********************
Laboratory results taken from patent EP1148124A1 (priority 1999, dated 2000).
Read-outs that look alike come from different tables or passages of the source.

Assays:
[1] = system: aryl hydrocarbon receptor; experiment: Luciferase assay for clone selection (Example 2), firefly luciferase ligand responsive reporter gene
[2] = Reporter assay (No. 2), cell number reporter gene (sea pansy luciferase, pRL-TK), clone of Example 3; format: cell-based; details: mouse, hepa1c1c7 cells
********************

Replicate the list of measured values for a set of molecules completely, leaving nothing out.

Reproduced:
Laboratory results taken from patent EP1148124A1 (priority 1999, dated 2000).
Read-outs that look alike come from different tables or passages of the source.

Assays:
[1] = system: aryl hydrocarbon receptor; experiment: Luciferase assay for clone selection (Example 2), firefly luciferase ligand responsive reporter gene
[2] = Reporter assay (No. 2), cell number reporter gene (sea pansy luciferase, pRL-TK), clone of Example 3; format: cell-based; details: mouse, hepa1c1c7 cells